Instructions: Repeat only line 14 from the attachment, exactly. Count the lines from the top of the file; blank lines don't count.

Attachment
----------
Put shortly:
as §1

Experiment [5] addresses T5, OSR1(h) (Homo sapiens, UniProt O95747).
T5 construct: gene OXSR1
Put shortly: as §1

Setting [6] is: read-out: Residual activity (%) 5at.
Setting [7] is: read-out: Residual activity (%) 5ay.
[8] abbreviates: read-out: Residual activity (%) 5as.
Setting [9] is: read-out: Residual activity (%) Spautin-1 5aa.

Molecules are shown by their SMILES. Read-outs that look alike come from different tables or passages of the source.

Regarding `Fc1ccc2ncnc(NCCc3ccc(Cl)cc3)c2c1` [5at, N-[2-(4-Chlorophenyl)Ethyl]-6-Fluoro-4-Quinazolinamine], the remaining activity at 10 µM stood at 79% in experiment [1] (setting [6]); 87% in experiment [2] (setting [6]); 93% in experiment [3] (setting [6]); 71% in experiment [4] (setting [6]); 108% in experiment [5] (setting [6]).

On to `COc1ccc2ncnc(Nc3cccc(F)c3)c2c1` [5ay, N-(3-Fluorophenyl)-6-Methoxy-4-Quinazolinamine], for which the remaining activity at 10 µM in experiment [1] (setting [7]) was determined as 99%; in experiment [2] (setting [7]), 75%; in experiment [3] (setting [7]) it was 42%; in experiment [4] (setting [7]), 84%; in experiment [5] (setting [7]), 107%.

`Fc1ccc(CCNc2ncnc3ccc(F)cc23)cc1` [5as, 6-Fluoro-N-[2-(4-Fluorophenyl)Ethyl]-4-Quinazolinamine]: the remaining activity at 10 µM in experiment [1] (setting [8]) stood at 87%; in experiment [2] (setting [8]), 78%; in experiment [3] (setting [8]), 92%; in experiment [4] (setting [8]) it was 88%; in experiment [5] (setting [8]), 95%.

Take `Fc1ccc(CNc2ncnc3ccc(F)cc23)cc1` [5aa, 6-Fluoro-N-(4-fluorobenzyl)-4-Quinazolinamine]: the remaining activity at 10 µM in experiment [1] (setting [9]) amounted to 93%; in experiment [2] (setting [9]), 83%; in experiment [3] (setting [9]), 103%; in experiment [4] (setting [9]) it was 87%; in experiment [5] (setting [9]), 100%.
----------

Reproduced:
Take `Fc1ccc(CNc2ncnc3ccc(F)cc23)cc1` [5aa, 6-Fluoro-N-(4-fluorobenzyl)-4-Quinazolinamine]: the remaining activity at 10 µM in experiment [1] (setting [9]) amounted to 93%; in experiment [2] (setting [9]), 83%; in experiment [3] (setting [9]), 103%; in experiment [4] (setting [9]) it was 87%; in experiment [5] (setting [9]), 100%.